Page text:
Corporate sexual harassment hotlines don’t work. They’re not designed to.
Read the full article at Quartz.
As fresh allegations of sexual harassment swirled around its star anchor, Fox News made a convenient observation on behalf of its parent company: Not one employee, it told the New York Times in a statement, “ever took advantage of the 21st Century Fox hotline to raise a concern about Bill O’Reilly, even anonymously.”
Fox News may be known for keeping a loose grip on the truth, but there was no reason to doubt the network on this. Corporate complaint hotlines like the one at Fox News tend not to get very busy—not because harassment isn’t happening, but because hotlines for reporting harassment are rarely designed to be used by employees.
What they’re mainly designed for is legal cover for companies, which can point to them, should the need arise, to demonstrate their efforts at protecting employees from a hostile work environment. O’Reilly, who has denied the allegations, also noted the lack of calls to the Fox hotline.
According to the Times, many employees at Fox didn’t even know the hotline existed—a not-unusual circumstance, according to Ramona Paetzold, a management professor at Texas A&M University’s Mays Business School. “It is common to have hotlines, to encourage employees to use them, and to make the phone numbers obscure,” she says.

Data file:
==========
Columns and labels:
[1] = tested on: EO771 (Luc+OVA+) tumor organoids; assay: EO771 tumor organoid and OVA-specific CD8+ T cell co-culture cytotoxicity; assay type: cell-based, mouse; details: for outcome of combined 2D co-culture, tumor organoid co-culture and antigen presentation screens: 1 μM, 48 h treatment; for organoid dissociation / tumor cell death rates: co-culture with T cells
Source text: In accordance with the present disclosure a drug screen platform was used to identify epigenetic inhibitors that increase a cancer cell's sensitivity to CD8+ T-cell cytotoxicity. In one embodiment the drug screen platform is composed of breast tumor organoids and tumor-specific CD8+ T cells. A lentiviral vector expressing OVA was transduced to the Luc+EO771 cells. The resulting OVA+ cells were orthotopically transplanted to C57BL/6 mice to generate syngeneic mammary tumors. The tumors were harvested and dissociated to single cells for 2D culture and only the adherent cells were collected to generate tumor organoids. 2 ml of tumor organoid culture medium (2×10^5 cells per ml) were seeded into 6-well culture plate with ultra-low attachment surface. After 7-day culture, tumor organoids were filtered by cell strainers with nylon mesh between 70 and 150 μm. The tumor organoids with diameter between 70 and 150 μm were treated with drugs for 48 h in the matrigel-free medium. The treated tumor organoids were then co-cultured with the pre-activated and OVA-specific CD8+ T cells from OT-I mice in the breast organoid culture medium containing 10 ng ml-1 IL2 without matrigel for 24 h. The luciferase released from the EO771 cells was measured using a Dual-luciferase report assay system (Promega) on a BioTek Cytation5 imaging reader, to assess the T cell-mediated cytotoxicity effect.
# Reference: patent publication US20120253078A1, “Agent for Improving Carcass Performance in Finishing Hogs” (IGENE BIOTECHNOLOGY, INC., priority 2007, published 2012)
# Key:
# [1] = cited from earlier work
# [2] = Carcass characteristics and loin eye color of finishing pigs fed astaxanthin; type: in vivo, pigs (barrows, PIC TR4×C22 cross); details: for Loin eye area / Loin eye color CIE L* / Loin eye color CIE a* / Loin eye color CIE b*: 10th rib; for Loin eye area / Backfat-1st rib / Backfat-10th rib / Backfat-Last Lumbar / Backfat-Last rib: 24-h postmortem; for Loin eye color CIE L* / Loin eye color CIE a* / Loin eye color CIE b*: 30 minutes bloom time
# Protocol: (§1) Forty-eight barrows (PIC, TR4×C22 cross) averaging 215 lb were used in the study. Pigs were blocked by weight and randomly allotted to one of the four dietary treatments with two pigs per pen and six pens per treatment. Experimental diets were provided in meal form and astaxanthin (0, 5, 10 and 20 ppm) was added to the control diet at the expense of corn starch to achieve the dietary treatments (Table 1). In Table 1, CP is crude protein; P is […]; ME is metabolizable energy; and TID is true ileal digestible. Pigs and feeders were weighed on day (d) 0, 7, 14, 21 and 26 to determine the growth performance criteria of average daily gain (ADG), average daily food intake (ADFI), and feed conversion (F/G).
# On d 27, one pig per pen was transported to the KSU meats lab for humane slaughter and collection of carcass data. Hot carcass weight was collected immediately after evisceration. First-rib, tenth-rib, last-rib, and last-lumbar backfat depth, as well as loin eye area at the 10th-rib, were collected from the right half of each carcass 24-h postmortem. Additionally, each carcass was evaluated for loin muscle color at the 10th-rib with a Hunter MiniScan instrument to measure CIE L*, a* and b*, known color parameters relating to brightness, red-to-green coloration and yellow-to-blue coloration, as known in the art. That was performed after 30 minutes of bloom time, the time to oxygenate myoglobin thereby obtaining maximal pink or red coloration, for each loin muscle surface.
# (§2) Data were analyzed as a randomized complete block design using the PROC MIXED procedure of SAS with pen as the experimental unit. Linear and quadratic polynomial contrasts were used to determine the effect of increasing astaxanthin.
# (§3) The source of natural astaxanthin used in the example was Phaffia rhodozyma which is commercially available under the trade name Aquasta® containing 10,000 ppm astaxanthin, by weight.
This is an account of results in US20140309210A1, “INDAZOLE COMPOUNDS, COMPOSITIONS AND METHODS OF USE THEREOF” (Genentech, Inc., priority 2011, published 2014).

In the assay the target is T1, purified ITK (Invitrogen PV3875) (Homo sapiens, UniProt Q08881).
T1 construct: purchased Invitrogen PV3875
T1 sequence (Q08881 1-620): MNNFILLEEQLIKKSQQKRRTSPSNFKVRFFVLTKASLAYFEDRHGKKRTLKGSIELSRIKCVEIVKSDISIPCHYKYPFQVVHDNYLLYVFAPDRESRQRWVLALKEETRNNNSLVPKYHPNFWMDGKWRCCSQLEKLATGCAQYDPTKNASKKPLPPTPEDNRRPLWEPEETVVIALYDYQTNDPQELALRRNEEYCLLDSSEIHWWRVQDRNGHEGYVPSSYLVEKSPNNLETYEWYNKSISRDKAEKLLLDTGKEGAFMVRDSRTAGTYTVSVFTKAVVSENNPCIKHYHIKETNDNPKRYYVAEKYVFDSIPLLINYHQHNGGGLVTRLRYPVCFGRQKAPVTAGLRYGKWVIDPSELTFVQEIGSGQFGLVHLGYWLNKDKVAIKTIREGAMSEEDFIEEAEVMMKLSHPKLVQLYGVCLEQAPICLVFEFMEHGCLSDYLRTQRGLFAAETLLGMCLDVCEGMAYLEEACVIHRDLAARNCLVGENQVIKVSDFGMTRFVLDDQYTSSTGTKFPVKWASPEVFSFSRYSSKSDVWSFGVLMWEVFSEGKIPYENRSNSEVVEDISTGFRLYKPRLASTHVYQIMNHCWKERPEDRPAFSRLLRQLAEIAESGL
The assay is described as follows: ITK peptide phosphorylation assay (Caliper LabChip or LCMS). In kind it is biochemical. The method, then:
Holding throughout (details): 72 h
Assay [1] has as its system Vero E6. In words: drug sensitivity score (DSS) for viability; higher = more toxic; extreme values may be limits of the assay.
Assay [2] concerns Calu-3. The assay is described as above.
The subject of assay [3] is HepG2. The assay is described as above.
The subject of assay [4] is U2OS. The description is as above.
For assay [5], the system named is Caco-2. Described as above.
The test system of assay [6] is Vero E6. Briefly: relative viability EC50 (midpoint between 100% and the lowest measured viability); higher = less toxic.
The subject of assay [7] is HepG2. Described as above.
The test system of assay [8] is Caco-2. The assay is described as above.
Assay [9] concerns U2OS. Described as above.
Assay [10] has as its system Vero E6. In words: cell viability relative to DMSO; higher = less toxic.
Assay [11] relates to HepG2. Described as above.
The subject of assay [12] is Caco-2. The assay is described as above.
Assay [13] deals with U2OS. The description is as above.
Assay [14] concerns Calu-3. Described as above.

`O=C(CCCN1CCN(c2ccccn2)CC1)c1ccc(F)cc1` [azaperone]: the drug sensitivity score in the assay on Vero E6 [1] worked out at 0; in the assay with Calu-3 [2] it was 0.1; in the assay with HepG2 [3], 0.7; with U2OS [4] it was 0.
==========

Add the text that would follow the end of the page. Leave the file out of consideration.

Even if awareness and accessibility aren’t a problem, an employee’s comfort level in making a complaint might be an issue.
To actually curb harassment, and not just the legal risk associated with it, companies need to commit to (and employees need to demand) cultural changes that encourage reporting of problematic behavior and have a fighting chance of deterring it in the first place.
Hire an ombudsman
In 2015, almost a third of the 90,000 reports of employer discrimination filed with the US federal government involved complaints about harassment, sexual or otherwise. That sounds like a high number. But formally reporting harassment, whether internally or in a lawsuit, is actually one of the least common ways that workers respond to harassment, according to a 2008 summary of research. This finding, by Lilia Cortina, a professor of psychology and women’s studies at the University of Michigan, and Jennifer Berdahl, a professor at the University of British Columbia, suggest that each year there are tens of thousands more cases of harassment that go unreported, and that’s just in the US.
The choice not to report may come down to a survival strategy. A separate study published by Cortina and another co-author in the Journal of Occupational Health Psychology found that two-thirds of employees who reported sexual harassment experienced some form of retaliation.